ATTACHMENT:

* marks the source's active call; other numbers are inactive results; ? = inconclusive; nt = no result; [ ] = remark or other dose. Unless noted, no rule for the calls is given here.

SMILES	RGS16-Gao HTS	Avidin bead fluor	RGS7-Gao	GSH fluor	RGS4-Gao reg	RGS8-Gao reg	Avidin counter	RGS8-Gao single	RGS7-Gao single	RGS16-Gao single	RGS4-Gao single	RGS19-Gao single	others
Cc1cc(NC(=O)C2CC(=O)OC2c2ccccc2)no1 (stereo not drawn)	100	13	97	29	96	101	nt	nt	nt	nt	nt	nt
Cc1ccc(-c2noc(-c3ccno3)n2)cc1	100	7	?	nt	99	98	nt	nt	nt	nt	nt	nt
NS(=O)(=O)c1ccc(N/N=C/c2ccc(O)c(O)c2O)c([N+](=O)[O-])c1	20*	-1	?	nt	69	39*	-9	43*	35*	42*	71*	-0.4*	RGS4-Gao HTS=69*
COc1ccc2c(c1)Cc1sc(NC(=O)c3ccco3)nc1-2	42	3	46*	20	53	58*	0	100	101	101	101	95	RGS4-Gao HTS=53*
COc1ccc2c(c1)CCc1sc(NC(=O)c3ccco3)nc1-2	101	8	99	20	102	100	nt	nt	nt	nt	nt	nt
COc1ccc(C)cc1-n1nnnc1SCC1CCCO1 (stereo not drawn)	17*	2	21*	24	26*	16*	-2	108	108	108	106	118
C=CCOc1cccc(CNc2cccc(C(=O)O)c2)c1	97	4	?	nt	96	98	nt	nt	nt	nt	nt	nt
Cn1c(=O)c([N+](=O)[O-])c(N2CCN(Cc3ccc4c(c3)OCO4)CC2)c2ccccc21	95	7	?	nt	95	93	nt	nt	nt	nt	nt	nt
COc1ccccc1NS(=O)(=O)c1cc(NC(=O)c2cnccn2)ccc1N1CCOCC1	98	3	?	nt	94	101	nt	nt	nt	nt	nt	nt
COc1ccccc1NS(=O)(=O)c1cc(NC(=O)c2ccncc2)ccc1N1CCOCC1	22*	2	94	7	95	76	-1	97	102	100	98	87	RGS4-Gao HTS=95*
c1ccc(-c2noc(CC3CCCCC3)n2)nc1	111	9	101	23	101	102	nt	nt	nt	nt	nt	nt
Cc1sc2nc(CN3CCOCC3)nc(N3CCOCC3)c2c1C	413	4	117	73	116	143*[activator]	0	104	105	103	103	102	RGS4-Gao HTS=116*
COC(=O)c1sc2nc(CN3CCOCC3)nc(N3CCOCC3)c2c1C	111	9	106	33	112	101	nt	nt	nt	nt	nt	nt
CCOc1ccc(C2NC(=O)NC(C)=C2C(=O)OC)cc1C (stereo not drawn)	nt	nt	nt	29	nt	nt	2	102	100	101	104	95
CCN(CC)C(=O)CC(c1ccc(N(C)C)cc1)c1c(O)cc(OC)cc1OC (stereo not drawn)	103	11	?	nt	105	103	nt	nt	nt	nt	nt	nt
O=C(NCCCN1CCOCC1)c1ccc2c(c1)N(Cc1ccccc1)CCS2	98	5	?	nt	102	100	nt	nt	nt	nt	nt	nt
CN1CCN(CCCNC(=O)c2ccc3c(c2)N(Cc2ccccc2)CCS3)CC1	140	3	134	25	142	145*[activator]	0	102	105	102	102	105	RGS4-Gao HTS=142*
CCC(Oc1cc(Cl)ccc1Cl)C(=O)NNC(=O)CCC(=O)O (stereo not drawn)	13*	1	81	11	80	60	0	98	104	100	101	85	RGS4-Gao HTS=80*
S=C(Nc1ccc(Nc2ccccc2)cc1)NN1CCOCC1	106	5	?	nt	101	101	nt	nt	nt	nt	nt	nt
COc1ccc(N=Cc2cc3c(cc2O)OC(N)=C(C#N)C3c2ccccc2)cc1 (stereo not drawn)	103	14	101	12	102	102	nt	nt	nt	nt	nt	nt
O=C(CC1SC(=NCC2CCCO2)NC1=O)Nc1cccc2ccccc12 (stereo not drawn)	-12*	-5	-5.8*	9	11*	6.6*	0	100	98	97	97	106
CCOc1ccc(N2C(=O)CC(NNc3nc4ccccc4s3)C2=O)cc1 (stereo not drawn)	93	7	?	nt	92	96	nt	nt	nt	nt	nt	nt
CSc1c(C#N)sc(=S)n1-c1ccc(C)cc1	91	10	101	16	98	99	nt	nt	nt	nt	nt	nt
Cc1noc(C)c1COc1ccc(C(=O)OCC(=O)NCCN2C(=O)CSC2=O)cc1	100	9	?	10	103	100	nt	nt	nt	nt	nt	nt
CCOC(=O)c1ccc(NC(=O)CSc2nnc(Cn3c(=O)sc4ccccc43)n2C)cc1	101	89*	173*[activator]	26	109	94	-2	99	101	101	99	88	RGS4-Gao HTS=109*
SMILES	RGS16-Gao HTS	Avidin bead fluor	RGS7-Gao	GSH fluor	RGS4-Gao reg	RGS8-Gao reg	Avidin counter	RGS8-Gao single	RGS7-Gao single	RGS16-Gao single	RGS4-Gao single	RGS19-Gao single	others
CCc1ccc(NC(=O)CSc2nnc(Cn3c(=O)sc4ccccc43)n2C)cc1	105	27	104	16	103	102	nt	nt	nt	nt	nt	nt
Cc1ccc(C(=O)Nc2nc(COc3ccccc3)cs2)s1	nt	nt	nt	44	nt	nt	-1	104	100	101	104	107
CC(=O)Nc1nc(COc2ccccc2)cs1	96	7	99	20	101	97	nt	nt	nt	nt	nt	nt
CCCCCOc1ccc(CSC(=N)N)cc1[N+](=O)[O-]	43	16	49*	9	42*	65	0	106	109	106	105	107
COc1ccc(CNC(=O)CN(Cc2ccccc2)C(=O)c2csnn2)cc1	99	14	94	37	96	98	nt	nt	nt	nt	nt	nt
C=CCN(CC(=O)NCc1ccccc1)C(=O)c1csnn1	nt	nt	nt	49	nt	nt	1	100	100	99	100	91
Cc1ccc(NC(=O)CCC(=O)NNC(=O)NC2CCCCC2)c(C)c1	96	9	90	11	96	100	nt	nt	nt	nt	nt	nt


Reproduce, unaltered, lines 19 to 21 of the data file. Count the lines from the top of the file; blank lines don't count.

CN1CCN(CCCNC(=O)c2ccc3c(c2)N(Cc2ccccc2)CCS3)CC1	140	3	134	25	142	145*[activator]	0	102	105	102	102	105	RGS4-Gao HTS=142*
CCC(Oc1cc(Cl)ccc1Cl)C(=O)NNC(=O)CCC(=O)O (stereo not drawn)	13*	1	81	11	80	60	0	98	104	100	101	85	RGS4-Gao HTS=80*
S=C(Nc1ccc(Nc2ccccc2)cc1)NN1CCOCC1	106	5	?	nt	101	101	nt	nt	nt	nt	nt	nt